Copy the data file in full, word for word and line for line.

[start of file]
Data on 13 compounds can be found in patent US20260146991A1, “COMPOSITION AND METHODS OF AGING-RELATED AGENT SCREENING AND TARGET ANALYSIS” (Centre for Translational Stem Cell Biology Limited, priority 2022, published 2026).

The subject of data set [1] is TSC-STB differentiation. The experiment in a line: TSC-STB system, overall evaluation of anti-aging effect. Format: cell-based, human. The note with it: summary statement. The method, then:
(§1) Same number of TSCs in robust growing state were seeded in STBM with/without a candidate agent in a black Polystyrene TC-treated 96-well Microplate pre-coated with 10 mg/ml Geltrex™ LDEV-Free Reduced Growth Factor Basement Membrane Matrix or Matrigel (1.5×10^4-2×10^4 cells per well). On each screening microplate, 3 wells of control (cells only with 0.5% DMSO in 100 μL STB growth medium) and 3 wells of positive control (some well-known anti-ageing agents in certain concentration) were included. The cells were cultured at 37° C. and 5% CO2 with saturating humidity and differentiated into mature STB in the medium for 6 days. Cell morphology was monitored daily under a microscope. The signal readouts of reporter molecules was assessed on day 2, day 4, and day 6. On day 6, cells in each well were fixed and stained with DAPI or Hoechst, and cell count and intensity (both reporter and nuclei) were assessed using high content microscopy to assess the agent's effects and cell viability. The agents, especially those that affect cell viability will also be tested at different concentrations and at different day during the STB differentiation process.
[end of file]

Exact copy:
Data on 13 compounds can be found in patent US20260146991A1, “COMPOSITION AND METHODS OF AGING-RELATED AGENT SCREENING AND TARGET ANALYSIS” (Centre for Translational Stem Cell Biology Limited, priority 2022, published 2026).

The subject of data set [1] is TSC-STB differentiation. The experiment in a line: TSC-STB system, overall evaluation of anti-aging effect. Format: cell-based, human. The note with it: summary statement. The method, then:
(§1) Same number of TSCs in robust growing state were seeded in STBM with/without a candidate agent in a black Polystyrene TC-treated 96-well Microplate pre-coated with 10 mg/ml Geltrex™ LDEV-Free Reduced Growth Factor Basement Membrane Matrix or Matrigel (1.5×10^4-2×10^4 cells per well). On each screening microplate, 3 wells of control (cells only with 0.5% DMSO in 100 μL STB growth medium) and 3 wells of positive control (some well-known anti-ageing agents in certain concentration) were included. The cells were cultured at 37° C. and 5% CO2 with saturating humidity and differentiated into mature STB in the medium for 6 days. Cell morphology was monitored daily under a microscope. The signal readouts of reporter molecules was assessed on day 2, day 4, and day 6. On day 6, cells in each well were fixed and stained with DAPI or Hoechst, and cell count and intensity (both reporter and nuclei) were assessed using high content microscopy to assess the agent's effects and cell viability. The agents, especially those that affect cell viability will also be tested at different concentrations and at different day during the STB differentiation process.